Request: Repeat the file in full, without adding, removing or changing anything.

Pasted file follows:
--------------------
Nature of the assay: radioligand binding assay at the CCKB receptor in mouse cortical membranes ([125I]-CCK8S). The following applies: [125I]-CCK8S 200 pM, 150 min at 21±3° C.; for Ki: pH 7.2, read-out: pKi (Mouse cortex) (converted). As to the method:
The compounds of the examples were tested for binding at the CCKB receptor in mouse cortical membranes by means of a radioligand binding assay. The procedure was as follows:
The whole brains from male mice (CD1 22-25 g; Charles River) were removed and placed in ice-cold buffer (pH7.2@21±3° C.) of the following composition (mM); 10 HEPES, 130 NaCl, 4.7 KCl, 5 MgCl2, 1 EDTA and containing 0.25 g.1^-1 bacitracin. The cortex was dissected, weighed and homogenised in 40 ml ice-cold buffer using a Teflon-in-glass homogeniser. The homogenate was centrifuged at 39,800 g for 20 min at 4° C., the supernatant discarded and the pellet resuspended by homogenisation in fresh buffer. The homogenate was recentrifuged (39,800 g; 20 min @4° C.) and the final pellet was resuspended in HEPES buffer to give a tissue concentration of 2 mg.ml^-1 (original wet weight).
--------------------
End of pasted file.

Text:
Nature of the assay: radioligand binding assay at the CCKB receptor in mouse cortical membranes ([125I]-CCK8S). The following applies: [125I]-CCK8S 200 pM, 150 min at 21±3° C.; for Ki: pH 7.2, read-out: pKi (Mouse cortex) (converted). As to the method:
The compounds of the examples were tested for binding at the CCKB receptor in mouse cortical membranes by means of a radioligand binding assay. The procedure was as follows:
The whole brains from male mice (CD1 22-25 g; Charles River) were removed and placed in ice-cold buffer (pH7.2@21±3° C.) of the following composition (mM); 10 HEPES, 130 NaCl, 4.7 KCl, 5 MgCl2, 1 EDTA and containing 0.25 g.1^-1 bacitracin. The cortex was dissected, weighed and homogenised in 40 ml ice-cold buffer using a Teflon-in-glass homogeniser. The homogenate was centrifuged at 39,800 g for 20 min at 4° C., the supernatant discarded and the pellet resuspended by homogenisation in fresh buffer. The homogenate was recentrifuged (39,800 g; 20 min @4° C.) and the final pellet was resuspended in HEPES buffer to give a tissue concentration of 2 mg.ml^-1 (original wet weight).